Potential GOP presidential candidate says US support for Ukraine is a “clear vital national interest”

Russian President Vladimir Putin, left, drives with Russian Deputy Prime Minister Marat Khusnullin during their visit to Mariupol, Ukraine, in a video released on March 19. (Pool/AP)

Parts of Russian President Vladimir Putin’s visit to the Russian-occupied city of Mariupol in eastern Ukraine were “spontaneous,” Kremlin spokesperson Dmitry Peskov told journalists during a call Sunday.

Footage released by Russian authorities showed Putin visiting Mariupol and meeting seemingly surprised residents.

According to Peskov, Putin spoke to local residents of an apartment complex and decided to visit one of the apartments, per the invitation of one of the residents. 

“Initially, the president only had planned to visit the residential complex. Putin’s exchange with residents and visiting an apartment were not planned. It was absolutely spontaneous,” Peskov claimed.

Peskov said the trip happened overnight. It is not clear exactly when it took place, although on Saturday Putin visited Crimea to mark the ninth anniversary of its annexation.

“There was a very compact group of cars with the president. In one of them, he himself was a driver. And the cars drove around Mariupol — and the president drove around the city, looked at everything — completely adhering to all the traffic rules,” Peskov said.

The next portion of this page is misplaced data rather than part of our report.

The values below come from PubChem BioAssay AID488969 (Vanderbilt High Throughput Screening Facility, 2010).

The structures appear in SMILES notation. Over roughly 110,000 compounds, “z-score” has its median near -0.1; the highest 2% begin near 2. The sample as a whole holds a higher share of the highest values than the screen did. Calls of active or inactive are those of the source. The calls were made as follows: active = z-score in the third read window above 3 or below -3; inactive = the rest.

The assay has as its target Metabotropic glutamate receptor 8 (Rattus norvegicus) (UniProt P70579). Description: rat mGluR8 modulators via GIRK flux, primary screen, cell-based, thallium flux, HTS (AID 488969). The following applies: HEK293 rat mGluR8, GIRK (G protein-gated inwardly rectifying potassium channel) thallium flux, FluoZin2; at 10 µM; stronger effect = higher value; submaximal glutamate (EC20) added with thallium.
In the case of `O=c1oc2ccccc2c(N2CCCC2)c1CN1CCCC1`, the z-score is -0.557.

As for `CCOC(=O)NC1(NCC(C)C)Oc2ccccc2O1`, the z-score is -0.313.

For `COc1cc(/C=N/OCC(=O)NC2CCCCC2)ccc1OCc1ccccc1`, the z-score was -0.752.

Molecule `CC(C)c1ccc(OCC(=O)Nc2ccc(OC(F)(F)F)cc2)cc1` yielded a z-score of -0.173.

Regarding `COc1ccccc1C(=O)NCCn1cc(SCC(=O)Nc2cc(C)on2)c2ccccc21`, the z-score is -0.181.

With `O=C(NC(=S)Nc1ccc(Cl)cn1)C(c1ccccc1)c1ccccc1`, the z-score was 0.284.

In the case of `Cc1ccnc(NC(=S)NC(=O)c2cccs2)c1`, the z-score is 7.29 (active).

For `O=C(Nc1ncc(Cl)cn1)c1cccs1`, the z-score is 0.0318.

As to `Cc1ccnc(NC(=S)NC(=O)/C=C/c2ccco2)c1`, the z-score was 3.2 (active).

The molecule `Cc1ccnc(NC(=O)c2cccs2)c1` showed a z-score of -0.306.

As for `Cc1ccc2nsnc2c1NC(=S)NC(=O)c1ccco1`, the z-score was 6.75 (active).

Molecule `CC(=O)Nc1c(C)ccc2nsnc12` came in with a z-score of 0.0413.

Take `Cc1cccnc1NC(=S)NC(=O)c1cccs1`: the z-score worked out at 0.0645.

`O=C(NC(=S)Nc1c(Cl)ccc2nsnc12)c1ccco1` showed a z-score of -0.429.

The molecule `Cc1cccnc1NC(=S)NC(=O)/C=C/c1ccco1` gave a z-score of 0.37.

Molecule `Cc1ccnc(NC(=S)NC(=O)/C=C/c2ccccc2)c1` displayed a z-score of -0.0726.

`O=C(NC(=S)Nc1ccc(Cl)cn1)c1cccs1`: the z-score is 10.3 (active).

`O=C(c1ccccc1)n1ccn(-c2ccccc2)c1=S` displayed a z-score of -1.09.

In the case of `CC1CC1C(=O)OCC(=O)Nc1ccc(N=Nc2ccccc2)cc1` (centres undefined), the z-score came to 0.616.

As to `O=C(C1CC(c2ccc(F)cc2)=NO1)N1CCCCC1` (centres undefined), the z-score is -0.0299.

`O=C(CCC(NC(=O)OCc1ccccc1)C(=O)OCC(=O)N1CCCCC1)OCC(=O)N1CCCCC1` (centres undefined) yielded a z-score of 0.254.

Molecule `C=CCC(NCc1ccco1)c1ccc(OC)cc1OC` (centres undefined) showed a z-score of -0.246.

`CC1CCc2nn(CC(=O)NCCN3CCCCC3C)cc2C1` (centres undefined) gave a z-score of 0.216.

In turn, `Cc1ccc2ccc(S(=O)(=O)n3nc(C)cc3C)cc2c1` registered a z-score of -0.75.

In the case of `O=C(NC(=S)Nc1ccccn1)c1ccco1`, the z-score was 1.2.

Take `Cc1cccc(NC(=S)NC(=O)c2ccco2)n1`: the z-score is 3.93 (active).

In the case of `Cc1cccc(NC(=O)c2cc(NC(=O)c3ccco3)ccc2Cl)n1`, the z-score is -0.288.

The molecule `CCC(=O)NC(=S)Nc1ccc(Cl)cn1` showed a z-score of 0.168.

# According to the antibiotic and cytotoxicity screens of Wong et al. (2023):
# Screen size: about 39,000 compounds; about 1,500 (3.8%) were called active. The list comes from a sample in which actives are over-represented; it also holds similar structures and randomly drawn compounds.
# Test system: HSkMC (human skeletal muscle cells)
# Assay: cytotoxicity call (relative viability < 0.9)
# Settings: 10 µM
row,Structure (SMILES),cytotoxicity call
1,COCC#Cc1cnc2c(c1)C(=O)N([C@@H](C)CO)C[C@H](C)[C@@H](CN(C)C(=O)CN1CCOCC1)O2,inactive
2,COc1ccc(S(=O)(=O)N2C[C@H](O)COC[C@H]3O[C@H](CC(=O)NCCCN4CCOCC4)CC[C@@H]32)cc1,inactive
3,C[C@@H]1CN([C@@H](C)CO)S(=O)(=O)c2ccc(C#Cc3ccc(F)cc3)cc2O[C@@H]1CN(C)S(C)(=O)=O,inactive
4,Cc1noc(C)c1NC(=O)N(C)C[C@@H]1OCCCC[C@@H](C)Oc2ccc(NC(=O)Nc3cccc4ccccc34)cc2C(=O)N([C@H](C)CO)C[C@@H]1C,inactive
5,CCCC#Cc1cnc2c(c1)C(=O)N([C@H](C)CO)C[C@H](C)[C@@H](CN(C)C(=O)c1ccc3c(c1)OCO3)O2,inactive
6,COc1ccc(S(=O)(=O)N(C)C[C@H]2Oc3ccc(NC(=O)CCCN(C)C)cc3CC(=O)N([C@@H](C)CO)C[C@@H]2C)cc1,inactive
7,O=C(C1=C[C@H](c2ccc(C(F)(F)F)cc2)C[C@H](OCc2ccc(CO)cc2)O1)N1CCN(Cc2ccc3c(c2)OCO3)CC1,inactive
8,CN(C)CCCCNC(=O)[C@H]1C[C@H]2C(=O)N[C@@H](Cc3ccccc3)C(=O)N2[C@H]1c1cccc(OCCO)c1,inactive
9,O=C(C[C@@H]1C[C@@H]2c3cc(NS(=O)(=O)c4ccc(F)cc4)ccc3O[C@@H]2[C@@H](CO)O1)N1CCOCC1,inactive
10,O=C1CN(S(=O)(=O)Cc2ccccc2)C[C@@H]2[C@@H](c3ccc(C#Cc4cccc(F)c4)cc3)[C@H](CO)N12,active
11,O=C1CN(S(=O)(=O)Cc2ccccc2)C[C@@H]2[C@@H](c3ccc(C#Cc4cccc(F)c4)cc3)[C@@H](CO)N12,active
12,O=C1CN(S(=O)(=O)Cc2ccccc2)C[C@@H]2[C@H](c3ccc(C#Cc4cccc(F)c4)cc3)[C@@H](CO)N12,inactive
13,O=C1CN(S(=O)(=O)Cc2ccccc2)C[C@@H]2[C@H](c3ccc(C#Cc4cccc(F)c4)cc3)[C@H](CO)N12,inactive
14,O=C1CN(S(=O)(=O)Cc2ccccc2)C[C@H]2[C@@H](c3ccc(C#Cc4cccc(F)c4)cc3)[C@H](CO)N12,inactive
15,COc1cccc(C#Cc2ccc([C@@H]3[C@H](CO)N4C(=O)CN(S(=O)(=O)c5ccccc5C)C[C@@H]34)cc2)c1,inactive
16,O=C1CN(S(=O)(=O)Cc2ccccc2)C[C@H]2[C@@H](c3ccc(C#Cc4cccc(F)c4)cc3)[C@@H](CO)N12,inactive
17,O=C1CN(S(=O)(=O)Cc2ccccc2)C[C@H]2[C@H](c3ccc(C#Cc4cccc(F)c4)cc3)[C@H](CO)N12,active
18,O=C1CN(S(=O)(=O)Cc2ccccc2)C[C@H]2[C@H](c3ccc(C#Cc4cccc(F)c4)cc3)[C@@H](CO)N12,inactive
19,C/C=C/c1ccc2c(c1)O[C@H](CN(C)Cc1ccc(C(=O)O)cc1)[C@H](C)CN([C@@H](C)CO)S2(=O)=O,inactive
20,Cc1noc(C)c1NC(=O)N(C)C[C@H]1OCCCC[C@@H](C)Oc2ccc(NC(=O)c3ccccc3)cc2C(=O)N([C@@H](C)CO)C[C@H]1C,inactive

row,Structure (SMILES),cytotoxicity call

Peskov added that Putin’s trip to a military headquarters in the southern Russian city of Rostov-on-Don was also not planned. The president attended one of the military report sessions there, the spokesperson said.

The Russian president’s overnight visit to Mariupol marks his first trip to Ukraine’s eastern Donbas region since the start of Russia’s invasion.

Some key context: Putin and the Kremlin are known for creating carefully choreographed outings designed, in part, to showcase the president’s strength.

Ukrainian officials have slammed the visit as a cynical ploy and akin to a criminal returning to the crime scene “under the cover of night,” using darkness to hide signs that Mariupol was subject to some of the war’s worst atrocities.

News of the trip comes shortly after the International Criminal Court issued arrest warrants for Putin and Russian official Maria Lvova-Belova, stemming from an alleged scheme to deport Ukrainian children to Russia.

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